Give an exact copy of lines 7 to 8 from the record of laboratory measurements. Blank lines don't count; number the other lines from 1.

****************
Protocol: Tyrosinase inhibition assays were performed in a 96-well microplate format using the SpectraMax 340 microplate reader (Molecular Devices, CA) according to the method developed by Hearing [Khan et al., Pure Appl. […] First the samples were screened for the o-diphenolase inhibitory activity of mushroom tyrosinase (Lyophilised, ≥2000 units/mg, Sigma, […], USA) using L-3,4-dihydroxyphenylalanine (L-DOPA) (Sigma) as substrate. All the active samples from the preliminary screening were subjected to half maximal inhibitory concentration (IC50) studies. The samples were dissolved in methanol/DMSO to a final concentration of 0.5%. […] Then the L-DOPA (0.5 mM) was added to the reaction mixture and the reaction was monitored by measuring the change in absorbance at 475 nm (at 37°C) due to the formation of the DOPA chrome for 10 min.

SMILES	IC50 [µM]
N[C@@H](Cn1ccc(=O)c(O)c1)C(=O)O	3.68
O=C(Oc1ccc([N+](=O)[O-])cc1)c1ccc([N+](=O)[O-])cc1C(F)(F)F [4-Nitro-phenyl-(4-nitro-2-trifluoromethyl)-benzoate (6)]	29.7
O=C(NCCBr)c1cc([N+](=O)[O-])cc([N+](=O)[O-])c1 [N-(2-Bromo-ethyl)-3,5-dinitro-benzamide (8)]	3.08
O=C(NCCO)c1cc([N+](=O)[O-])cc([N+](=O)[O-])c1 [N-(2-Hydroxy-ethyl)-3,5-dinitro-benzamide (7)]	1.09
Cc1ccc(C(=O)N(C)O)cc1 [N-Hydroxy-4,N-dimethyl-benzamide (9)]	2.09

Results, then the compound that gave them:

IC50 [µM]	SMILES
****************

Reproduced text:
Cc1ccc(C(=O)N(C)O)cc1 [N-Hydroxy-4,N-dimethyl-benzamide (9)]	2.09

Results, then the compound that gave them: